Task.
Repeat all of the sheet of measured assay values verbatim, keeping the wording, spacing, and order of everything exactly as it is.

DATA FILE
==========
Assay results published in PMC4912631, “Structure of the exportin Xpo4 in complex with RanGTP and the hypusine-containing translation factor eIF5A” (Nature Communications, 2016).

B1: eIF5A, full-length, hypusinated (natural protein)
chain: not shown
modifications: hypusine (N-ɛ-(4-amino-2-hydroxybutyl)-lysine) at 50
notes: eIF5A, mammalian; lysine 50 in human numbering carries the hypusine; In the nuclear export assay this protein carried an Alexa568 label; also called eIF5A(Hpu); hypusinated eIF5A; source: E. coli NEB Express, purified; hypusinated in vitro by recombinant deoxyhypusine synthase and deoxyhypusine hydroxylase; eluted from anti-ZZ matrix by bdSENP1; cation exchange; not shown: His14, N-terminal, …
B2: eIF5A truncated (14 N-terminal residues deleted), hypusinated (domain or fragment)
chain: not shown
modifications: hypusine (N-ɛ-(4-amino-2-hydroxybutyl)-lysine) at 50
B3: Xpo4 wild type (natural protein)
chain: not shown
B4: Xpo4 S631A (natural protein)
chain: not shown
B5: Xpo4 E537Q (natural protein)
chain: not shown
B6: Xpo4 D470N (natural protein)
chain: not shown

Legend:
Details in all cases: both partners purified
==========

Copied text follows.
Assay results published in PMC4912631, “Structure of the exportin Xpo4 in complex with RanGTP and the hypusine-containing translation factor eIF5A” (Nature Communications, 2016).

B1: eIF5A, full-length, hypusinated (natural protein)
chain: not shown
modifications: hypusine (N-ɛ-(4-amino-2-hydroxybutyl)-lysine) at 50
notes: eIF5A, mammalian; lysine 50 in human numbering carries the hypusine; In the nuclear export assay this protein carried an Alexa568 label; also called eIF5A(Hpu); hypusinated eIF5A; source: E. coli NEB Express, purified; hypusinated in vitro by recombinant deoxyhypusine synthase and deoxyhypusine hydroxylase; eluted from anti-ZZ matrix by bdSENP1; cation exchange; not shown: His14, N-terminal, …
B2: eIF5A truncated (14 N-terminal residues deleted), hypusinated (domain or fragment)
chain: not shown
modifications: hypusine (N-ɛ-(4-amino-2-hydroxybutyl)-lysine) at 50
B3: Xpo4 wild type (natural protein)
chain: not shown
B4: Xpo4 S631A (natural protein)
chain: not shown
B5: Xpo4 E537Q (natural protein)
chain: not shown
B6: Xpo4 D470N (natural protein)
chain: not shown

Legend:
Details in all cases: both partners purified